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Freshwater biome

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Regan Michelle

on 18 September 2013

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Transcript of Freshwater biome

Freshwater is a body of water with a low salt concentration.
Aquatic - Freshwater Biome
Regan Allen, Daniel Tate, Doug Blythe

The different types of freshwater regions are: ponds, lakes, streams, rivers, and wetlands. Many abiotic and biotic organisms can be found in this biome.
Biotic and Abiotic
Factors to endangered , extirpated , threatened & at risk species
Human intervention
Humans destroy species homes from industries that contaminate the water.
-Dumping of sewage and industrial waste (oil spills)
-Loss of habitat
-Inbalance of PH
- Invasive species

-Pollution/ air and water quality
-Low oxygen
-Producers & consumers
-Variety of fish
-Variety of plants
-Create more habitats
-Natural parks
-Protection programs
-Breeding programs
-Keep out invasive species
-Not enough light or temperature / climate change
-Ultraviolet radiation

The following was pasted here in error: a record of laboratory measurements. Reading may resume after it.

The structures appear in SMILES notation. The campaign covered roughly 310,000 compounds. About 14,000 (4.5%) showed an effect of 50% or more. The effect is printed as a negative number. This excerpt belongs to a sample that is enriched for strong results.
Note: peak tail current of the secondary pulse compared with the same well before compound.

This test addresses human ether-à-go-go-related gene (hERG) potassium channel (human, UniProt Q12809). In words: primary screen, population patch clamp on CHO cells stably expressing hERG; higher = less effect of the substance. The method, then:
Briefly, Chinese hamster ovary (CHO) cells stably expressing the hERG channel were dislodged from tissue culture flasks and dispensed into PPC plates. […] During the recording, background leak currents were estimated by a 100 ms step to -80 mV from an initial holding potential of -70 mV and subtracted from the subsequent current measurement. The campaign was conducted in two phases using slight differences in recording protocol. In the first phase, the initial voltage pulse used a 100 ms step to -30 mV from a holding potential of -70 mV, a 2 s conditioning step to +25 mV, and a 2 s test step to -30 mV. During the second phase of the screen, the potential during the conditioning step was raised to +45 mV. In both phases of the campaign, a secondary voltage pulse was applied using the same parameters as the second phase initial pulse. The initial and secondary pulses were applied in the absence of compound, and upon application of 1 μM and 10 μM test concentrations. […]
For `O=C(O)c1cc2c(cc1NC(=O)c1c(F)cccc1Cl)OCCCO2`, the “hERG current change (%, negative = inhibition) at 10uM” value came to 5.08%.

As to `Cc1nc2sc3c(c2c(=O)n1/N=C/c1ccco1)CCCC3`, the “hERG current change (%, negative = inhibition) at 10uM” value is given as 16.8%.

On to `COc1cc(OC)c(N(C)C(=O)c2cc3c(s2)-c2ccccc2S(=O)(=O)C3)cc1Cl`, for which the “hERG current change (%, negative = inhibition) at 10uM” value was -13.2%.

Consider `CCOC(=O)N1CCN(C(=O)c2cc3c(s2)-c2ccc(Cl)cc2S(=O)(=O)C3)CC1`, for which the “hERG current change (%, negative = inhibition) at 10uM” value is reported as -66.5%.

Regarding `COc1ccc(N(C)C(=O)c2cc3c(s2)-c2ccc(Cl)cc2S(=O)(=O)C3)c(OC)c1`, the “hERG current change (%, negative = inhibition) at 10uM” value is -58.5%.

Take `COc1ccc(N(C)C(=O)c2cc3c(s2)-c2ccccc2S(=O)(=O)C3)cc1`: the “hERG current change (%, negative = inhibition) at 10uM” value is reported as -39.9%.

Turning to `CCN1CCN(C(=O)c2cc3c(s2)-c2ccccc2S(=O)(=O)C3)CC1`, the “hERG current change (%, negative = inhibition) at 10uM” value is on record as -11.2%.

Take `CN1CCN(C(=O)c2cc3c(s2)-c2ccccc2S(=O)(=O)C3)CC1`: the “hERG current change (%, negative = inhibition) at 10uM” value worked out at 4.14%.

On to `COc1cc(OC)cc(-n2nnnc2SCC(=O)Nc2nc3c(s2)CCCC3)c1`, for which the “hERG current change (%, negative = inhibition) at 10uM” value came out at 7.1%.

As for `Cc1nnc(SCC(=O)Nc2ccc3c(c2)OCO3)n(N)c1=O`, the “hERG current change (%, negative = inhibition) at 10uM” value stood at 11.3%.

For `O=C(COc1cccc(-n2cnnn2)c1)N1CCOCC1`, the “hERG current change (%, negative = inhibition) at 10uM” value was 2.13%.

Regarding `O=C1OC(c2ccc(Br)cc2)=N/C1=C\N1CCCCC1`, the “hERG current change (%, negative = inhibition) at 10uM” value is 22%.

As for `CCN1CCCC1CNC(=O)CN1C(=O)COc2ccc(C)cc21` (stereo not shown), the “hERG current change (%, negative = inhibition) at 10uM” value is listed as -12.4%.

-Climate change
Freshwater ecosystems are essential for human survival, providing the majority of people's drinking water. The ecosystems are home to more than 40 percent of the world's fish species. Despite their value and importance, many lakes, rivers, and wetlands around the world are being severely damaged by human activities and are declining at a much faster rate than terrestrial ecosystems.

More than 20 percent of the 10,000 known freshwater fish species have become extinct or imperiled in recent decades. Watersheds, which catch precipitation and channel it to streams and lakes, are highly vulnerable to pollution. Programs to protect freshwater habitats include planning, stewardship, education, and regulation.
Freshwater Risks
Freshwater biodiversity
Freshwater in the form of rivers, lakes, groundwater and wetlands offers us a remarkably diverse array of natural functions and ecosystem services. However, there is clear and growing scientific evidence that we are on the verge of a major freshwater biodiversity crisis: in the 30 years between 1970 and 2000, populations of more than 300 freshwater species have declined by 55% while those of terrestrial and marine systems each declined by 32%
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